Association of fibromyalgia characteristics in patients with non-metastatic breast cancer and the protective role of resilience

Michal Schrier, Daniela Amital, Yoav Arnson, Alan Rubinow, Arie Altaman, Bella Nissenabaum, Howard Amital
Rheumatology International 2012, 32 (10): 3017-23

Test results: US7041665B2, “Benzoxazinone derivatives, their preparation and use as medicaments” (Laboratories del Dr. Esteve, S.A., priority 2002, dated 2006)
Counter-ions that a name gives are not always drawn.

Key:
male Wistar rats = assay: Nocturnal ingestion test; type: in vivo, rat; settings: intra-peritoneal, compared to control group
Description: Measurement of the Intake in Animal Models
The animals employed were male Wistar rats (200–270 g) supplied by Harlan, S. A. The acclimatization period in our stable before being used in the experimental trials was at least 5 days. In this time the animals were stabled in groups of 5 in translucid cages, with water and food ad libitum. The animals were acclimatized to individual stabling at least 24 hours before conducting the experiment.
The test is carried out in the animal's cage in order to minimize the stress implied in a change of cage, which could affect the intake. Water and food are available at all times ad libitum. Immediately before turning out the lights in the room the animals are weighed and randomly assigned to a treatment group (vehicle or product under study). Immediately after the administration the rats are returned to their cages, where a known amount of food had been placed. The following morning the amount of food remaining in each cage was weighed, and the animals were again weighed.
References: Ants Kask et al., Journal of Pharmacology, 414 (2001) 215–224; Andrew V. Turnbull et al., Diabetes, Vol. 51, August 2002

Cancer patients often complain about weakness, fatigue, and pain. The aim of this study was to assess the features of the fibromyalgia syndrome (FMS) characteristics in patients with non-metastatic breast cancer. The study group included 40 women whose age ranged from 40 to 70 years with Stages 0-3 breast cancer. The control group included 40 healthy women matched by age. A diagnosis of FMS was established based on medical history, physical examination, and the Fibromyalgia Impact Questionnaire (FIQ). Pain measures and functional factors were evaluated by the Brief Pain Inventory and the Sheehan Questionnaire. Resilience was assessed by Antanovsky's Sense of Coherence Questionnaire. Psychiatric disturbances were tested by the MINI Questionnaire and Hamilton questionnaires for depression and anxiety. The prevalence of chronic pain was higher in the study group. Statistically significant differences were also found between the group regarding pain, fatigue, and functional measures. The prevalence of depressive or anxious mood, measured by the Hamilton questionnaires, was strongly related to FMS characteristics reflected by FIQ scores (r = 0.79 between FIQ and the Hamilton Depression Index and r = 0.75 between FIQ and the Hamilton Anxiety Scale). The sense of coherence measure for these patients demonstrated an inverse correlation with pain, fatigue, and functional capability. Women with breast cancer tend to develop chronic widespread pain syndromes more often than do healthy women.

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